The story of the life and career of the legendary rhythm and blues musician Ray Charles, from his humble beginnings in the South, where he went blind at age seven, to his meteoric rise to stardom during the 1950s and 1960s.
Director Davis Guggenheim eloquently weaves the science of global warming with Al Gore's personal history and lifelong commitment to reversing the effects of global climate change in the most talked-about documentary at Sundance.
A look at tightrope walker Philippe Petit's daring, but illegal, high-wire routine performed between New York City's World Trade Center's twin towers in 1974, what some consider, "the artistic crime of the century."
Jean François Heckel,
An elderly Margaret Thatcher talks to the imagined presence of her recently deceased husband as she struggles to come to terms with his death while scenes from her past life, from girlhood to British prime minister, intervene.
Richard E. Grant
In 1959, Truman Capote learns of the murder of a Kansas family and decides to write a book about the case. While researching for his novel In Cold Blood, Capote forms a relationship with one of the killers, Perry Smith, who is on death row.
Philip Seymour Hoffman,
Clifton Collins Jr.,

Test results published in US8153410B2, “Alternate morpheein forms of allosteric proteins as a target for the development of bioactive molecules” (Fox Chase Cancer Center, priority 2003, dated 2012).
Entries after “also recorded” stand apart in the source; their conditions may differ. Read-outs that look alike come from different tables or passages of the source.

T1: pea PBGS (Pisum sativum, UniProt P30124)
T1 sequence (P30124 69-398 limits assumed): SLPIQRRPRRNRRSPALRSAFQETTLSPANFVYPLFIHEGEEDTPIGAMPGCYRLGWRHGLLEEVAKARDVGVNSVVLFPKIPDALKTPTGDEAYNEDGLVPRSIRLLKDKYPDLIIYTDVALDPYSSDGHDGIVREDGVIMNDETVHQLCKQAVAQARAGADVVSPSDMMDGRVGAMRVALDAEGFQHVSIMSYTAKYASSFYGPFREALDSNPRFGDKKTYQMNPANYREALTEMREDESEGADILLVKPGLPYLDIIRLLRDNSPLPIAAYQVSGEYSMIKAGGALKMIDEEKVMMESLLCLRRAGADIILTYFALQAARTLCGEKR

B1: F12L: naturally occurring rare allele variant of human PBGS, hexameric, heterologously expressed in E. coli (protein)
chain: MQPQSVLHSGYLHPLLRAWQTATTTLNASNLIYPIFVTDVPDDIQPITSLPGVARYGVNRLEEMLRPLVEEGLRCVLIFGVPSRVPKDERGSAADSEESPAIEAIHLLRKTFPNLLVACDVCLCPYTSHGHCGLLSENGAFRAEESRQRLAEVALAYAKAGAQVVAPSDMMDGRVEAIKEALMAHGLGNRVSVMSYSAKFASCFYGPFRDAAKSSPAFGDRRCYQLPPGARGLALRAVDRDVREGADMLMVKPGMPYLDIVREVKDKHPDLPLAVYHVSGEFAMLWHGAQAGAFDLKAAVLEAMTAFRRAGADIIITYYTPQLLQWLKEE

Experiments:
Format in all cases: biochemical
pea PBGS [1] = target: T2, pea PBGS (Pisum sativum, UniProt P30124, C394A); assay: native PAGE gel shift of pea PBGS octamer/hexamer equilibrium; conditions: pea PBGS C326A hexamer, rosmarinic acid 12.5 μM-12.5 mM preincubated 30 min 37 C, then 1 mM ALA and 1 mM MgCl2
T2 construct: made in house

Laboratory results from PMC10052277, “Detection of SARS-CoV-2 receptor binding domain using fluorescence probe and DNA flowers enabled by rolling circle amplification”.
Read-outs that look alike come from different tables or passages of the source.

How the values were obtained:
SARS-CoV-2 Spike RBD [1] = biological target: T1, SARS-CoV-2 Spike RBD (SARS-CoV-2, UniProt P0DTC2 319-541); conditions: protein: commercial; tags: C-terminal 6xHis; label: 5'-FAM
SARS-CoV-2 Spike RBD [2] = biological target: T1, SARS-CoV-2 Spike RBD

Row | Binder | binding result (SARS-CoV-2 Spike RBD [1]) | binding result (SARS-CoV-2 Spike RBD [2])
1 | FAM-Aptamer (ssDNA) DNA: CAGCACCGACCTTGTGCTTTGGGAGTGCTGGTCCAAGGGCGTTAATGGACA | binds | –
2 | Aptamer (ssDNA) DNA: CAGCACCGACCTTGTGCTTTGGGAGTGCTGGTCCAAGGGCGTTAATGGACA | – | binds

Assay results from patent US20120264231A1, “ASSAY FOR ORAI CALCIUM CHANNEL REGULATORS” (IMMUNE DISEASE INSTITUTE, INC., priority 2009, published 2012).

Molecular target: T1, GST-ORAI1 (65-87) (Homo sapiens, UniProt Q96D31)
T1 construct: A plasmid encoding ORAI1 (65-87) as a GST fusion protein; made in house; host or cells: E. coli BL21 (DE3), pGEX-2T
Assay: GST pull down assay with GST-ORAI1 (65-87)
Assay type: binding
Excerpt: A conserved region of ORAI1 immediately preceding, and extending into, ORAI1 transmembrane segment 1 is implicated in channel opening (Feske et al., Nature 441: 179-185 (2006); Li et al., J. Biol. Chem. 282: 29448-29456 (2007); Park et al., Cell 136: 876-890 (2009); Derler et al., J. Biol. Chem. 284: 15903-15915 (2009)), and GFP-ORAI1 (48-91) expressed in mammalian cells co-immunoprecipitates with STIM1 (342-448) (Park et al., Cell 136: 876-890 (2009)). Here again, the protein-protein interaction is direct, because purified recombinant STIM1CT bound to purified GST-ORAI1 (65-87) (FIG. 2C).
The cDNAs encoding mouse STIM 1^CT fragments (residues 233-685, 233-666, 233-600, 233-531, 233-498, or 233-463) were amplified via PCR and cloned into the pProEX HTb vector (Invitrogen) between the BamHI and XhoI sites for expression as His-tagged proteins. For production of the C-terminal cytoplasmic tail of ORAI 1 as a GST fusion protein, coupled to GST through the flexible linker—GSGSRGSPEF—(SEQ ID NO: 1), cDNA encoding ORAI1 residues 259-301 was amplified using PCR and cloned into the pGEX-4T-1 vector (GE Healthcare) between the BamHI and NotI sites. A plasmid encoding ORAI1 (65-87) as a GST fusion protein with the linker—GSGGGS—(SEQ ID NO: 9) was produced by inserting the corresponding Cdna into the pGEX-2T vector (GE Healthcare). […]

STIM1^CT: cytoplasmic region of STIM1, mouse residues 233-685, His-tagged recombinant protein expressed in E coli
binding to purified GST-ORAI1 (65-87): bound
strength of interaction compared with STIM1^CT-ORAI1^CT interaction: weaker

An un-chronological look at the life of the Little Sparrow, Édith Piaf (1915-1963). Her mother is an alcoholic street singer, her father a circus performer, her paternal grandmother a madam. During childhood she lives with each of them. At 20, she's a street singer discovered by a club owner who's soon murdered, coached by a musician who brings her to concert halls, and then quickly famous. Constant companions are alcohol and heartache. The tragedies of her love affair with Marcel Cerdan and the death of her only child belie the words of one of her signature songs, "Non, je ne regrette rien." The back and forth nature of the narrative suggests the patterns of memory and association. Written by
I disagree with the previous comment regarding Olivier Dahan's direction, which was handle in my humble opinion, with such an eye for detail and created a wonderful, caring homage to Edith Piaf. I do believe that the chemistry between Mr. Dahan and the heart rendering performance by Marion Cotillard is what made the story riveting and visually stunning. Piaf's scattered "memories" are just what the film examines as she starts to dissect and remember fragmented moments in her life, and sometimes "in life" characters, relationships, lost loved ones are suddenly shifted and gone from one's perspective without any notice. The use of "just" the right amount of music, was done superbly as to not just make this a "concert type" musical biography but an exciting joy ride through an era long since past. By the time the credits were rolling both of my shirtsleeves were damp with tears of sorrow and tears of joy in discovering much more about such a remarkable, true modern day diva. I highly recommend this film.
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